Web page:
A Guinness World Records holder for longest journey on a motorized bicycle ride is spreading awareness about the benefits of clean energy.

Sushil Reddy, founder of The SunPedal Ride, and his partner, Luis Fourzan, stopped at the University of Jamestown campus Monday, Oct. 4, to show off the solar-powered bicycle being used for The SunPedal Ride USA Cross Country 2021 Edition.

Reddy, who holds the record for longest journey on a motorized bicycle that was achieved in India in 2016, has an energy engineering background and works with solar energy in India. He said the ride aims to promote the use of solar energy by showcasing technology to charge the electric bike. He said one of the best renewable energy resources is solar power.

“So far we have done so many miles without physical effort and using the power of the sun,” he said.

Climate disasters and extreme weather events are in the news because of climate change, he said.

WDAY logo
listen live
watch live
Newsletter signup for email alerts

“We have to be careful of using the existing resources and also try to use more renewable energy resources as compared to nonrenewable energy resources like coal, oil and natural gas,” Reddy said.

Reddy is traveling with Fourzan, who is a lawyer and has a master’s degree in sustainable energy. They have traveled 2,200 of the 6,498 miles in 50 days and were next heading to Steele, North Dakota.

Fourzan is a partner with green energy financial company Rayema in Mexico that develops small solar projects. He said The SunPedal Ride is a good opportunity for him to network and spread the awareness of renewable energy resources while he gains more knowledge of what other cities, institutions and governments are doing with renewable energy.

The SunPedal ride began Aug. 15 in Winston-Salem, North Carolina, and is scheduled to finish in early December in Houston. Reddy and Fourzan traveled through New York City, Pittsburgh, Chicago, Minneapolis and Fargo before coming through Jamestown. The two will travel through Bozeman, Montana, Seattle and San Diego before heading to Houston.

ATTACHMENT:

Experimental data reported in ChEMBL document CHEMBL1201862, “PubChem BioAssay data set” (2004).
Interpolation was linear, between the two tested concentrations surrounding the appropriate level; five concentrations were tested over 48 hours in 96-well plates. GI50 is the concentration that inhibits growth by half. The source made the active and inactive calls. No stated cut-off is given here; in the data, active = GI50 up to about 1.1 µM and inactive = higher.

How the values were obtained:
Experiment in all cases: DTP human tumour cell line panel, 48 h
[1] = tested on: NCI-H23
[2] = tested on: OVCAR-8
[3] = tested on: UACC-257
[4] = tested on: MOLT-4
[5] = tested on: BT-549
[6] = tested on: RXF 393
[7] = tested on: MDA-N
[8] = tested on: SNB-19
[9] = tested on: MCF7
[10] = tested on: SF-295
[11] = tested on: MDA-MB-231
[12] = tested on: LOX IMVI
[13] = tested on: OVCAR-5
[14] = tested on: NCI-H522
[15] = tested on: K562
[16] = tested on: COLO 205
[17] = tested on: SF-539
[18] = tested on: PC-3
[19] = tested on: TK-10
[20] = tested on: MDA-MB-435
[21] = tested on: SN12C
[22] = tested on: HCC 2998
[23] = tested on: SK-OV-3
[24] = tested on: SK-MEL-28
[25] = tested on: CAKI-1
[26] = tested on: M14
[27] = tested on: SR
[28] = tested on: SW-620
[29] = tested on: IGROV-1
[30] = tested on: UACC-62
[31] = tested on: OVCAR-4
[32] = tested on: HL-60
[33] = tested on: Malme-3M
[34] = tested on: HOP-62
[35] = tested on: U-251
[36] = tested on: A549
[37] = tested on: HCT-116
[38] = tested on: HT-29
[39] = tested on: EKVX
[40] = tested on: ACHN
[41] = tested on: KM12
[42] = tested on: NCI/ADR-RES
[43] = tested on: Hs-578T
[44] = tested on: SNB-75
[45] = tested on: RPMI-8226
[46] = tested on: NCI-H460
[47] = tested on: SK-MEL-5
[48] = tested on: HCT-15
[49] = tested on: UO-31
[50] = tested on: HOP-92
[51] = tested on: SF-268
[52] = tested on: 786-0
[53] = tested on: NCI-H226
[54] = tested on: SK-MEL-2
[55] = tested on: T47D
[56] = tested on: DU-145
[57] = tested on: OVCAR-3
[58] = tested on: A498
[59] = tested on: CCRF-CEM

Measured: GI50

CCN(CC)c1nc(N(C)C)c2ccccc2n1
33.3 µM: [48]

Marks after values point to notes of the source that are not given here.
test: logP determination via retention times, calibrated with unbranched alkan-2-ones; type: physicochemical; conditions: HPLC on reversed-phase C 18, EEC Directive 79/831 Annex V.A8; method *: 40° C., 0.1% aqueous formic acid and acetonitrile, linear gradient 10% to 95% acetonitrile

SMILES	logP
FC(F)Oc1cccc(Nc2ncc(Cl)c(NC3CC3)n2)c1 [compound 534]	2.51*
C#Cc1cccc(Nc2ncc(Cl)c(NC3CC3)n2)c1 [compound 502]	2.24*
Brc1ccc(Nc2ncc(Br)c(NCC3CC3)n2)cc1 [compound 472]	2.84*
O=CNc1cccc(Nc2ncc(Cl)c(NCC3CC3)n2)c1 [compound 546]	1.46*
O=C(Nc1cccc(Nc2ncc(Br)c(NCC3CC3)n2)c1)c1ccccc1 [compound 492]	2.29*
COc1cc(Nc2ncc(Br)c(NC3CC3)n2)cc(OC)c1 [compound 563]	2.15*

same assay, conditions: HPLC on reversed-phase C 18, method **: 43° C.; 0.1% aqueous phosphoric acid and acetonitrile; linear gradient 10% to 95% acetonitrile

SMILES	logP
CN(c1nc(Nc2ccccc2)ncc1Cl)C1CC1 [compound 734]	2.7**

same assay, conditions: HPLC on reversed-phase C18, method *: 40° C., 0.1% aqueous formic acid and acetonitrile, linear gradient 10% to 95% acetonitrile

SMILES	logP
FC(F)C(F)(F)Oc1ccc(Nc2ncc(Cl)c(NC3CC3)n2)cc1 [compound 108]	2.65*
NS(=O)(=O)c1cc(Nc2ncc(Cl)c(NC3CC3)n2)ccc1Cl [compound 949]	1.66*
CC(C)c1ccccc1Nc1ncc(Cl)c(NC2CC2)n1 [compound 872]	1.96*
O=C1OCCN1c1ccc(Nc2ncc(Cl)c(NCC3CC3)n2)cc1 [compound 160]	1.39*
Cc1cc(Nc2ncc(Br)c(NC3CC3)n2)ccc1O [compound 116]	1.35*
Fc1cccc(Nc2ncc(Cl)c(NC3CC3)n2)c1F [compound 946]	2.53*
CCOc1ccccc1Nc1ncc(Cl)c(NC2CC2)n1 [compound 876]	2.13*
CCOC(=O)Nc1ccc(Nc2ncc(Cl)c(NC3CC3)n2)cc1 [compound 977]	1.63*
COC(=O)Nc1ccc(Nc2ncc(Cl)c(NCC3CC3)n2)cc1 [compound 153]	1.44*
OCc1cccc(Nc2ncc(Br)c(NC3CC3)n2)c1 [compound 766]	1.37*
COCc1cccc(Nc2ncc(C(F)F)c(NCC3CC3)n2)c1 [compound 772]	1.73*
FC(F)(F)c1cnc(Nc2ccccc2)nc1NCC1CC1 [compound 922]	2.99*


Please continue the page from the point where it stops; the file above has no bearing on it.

Reddy said the electric bicycle has two solar panels from California-based SunPower that hold 50 watts of electricity each for a maximum of 100 watts of solar power. The electric bicycle is a Yuba Boda Boda all-terrain cargo bicycle that is retrofitted with an all-axle front hub motor and LiGo batteries from GRIN Technologies, according to The SunPedal Ride’s website.

Reddy said the battery capacity is approximately 300 watt hours. The solar panels act as an extra battery on a good, sunny day when the battery is fully charged in about four to five hours.

“It gives the range of 35 to 40 miles (of travel distance) just using solar power on a good, sunny day,” he said.

Reddy rides the solar-powered bicycle, and Fourzan rides a regular electric bicycle.

He said the output reduces a little bit on a cloudy day. On a bad, dreary day, it is “just extra weight” on the bicycle.

“Even on cloudy days the output is there, but it takes a longer time for the battery to charge,” he said. “It’s not that the solar panels don’t work at all in the cloudy weather. They do work, but the charging is slower.”

They chose the solar panels, which charge the battery during travel, from SunPower because they are very lightweight acrylic and efficient.

The bicycle also includes Schwalbe Marathon Plus tires and Ortlieb waterproof pannier bags. The electric bicycle was assembled by Sol Mobil out of Winston-Salem.

The bicycle has two modes for riding -- pedal assist and throttle. Reddy has to pedal to get the motor started in pedal mode, and the bicycle acts much like a motorbike in throttle mode.

Reddy uses pedal mode so he and Fourzan can travel about 70 miles per day.

Reddy and Fourzan track how much power is left in the battery, weather, elevation and how much distance they are going to cover to balance how much physical effort will be used versus battery power.

Reddy and Fourzan also collect data such as battery voltage, speed, input of human power and wattage from the solar panels that they are receiving. At the end of the SunPedal Ride, they will analyze how the solar panels give an advantage to the bicycle compared to a normal electric bicycle.

Fourzan said he is thinking about doing projects such as public policy in Mexico or sustainable transportation in cities. He said cities have been introducing electric bicycles for food deliveries within a 5-mile radius.

“Also for work commuting, if you are traveling 5 to 10 miles, you can easily go with one solar panel only, get all full charges during the day and then go back to your house,” he said.

To read more about The SunPedal Ride, visit www.thesunpedalride.com.